Computer scientists and engineers have understood for a long time – almost from the inception of computer science as a discipline – that a possible route to accelerating the execution of a computational task is to exploit the parallelism inherent in its program flow.
If it were possible to identify those aspects of a program that can be executed in parallel, re-organise the program flow accordingly, and provide hardware to host each parallel fragment, the overall task should run to completion in greatly reduced time.
In practice, the problem has proved, over time, to be relatively intractable. For a considerable period, finding a solution was taken off the critical path to improving performance, as the semiconductor industry continued to provide rapidly-increasing processing power through faster and faster CPU clock rates. That era has now come to an end and microprocessor designers have turned to multicore architectures to further increase throughput. The availability of a suitable hardware platform on which to run parallel-structured tasks once again focuses attention on the desirability of parallelizing program flows.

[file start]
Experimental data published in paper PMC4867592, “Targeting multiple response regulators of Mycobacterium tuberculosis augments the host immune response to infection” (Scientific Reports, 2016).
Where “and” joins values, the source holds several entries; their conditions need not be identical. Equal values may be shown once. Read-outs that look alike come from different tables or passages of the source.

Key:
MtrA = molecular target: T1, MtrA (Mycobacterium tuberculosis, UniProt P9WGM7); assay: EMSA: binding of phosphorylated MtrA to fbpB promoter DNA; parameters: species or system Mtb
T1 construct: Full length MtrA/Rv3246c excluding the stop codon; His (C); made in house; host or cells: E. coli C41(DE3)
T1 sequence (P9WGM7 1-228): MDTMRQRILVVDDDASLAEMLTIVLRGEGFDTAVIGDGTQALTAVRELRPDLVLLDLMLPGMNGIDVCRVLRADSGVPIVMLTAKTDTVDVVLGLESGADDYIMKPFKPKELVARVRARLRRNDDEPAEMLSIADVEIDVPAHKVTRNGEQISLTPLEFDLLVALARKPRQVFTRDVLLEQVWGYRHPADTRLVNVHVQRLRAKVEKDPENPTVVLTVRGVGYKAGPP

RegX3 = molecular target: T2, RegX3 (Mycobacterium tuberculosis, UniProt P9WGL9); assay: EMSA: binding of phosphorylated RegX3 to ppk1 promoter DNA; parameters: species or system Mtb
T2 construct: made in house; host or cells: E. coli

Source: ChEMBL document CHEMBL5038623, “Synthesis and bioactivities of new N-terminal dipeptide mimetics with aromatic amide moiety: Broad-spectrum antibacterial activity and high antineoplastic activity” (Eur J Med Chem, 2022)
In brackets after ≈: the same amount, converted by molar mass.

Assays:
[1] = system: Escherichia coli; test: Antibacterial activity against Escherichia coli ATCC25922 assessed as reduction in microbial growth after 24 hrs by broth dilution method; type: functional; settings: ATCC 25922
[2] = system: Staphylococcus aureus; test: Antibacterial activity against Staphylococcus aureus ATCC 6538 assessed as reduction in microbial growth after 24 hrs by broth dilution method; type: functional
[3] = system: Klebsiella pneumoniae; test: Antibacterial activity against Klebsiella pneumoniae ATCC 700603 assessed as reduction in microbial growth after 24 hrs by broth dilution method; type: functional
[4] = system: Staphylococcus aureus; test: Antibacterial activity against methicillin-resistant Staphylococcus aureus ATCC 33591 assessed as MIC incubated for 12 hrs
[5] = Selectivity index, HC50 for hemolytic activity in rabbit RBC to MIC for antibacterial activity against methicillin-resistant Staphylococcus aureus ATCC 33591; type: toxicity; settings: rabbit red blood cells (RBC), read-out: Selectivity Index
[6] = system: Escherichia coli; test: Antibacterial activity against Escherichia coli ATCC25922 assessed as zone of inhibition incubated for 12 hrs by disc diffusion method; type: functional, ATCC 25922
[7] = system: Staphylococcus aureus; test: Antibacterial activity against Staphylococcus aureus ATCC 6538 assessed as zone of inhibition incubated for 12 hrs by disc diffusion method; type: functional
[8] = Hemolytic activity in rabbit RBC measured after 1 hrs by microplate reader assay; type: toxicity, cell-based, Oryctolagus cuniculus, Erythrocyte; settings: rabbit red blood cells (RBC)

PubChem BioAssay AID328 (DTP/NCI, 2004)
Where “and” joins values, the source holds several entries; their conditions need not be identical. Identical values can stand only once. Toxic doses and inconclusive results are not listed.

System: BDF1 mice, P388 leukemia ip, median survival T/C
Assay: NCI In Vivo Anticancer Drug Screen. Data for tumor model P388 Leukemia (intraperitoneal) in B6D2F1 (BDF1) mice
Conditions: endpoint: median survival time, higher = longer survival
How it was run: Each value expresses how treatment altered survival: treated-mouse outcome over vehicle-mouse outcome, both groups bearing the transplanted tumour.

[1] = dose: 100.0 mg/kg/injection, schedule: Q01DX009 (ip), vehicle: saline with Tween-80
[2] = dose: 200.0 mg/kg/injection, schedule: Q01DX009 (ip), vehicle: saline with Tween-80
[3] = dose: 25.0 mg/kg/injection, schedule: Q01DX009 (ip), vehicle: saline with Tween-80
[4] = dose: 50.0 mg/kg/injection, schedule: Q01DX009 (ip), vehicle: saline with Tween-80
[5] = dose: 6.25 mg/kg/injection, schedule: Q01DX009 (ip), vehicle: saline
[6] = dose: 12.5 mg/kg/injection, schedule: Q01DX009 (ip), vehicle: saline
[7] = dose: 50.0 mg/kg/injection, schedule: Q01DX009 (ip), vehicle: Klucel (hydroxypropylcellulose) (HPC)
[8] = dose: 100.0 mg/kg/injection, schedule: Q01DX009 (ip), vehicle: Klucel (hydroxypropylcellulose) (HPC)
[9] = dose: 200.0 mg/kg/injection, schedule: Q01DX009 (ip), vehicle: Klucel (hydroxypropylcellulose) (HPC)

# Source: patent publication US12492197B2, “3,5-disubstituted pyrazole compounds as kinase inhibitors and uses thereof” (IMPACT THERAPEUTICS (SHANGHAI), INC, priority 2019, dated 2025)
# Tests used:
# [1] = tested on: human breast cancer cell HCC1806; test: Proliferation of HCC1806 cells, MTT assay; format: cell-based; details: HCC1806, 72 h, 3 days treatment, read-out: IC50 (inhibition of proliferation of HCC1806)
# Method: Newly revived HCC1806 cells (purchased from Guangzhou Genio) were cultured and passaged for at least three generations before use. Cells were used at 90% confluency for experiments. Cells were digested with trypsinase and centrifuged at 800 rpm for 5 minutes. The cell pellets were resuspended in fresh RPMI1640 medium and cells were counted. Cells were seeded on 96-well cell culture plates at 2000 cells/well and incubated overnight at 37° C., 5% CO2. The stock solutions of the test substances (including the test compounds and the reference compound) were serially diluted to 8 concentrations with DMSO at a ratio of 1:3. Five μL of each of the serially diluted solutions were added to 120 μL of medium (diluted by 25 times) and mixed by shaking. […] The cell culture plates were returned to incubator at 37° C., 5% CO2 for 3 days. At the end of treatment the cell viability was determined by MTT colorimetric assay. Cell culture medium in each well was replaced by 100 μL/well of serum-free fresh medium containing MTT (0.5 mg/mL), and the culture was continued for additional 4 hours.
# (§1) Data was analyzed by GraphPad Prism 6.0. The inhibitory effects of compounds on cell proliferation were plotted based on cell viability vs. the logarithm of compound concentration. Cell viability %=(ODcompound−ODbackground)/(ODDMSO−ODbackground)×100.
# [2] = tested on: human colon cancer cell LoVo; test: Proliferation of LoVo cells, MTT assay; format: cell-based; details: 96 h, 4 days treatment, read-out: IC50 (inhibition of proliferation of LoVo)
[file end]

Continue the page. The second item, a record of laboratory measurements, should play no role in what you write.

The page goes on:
The feasibility of taking a single sequential program and breaking it apart to run various pieces in parallel depends on whether these pieces rely on each other for completion. This is driven by dependencies within the program, and understanding such dependencies is critical to creating an effective parallel implementation that is functionally identical to the original sequential version.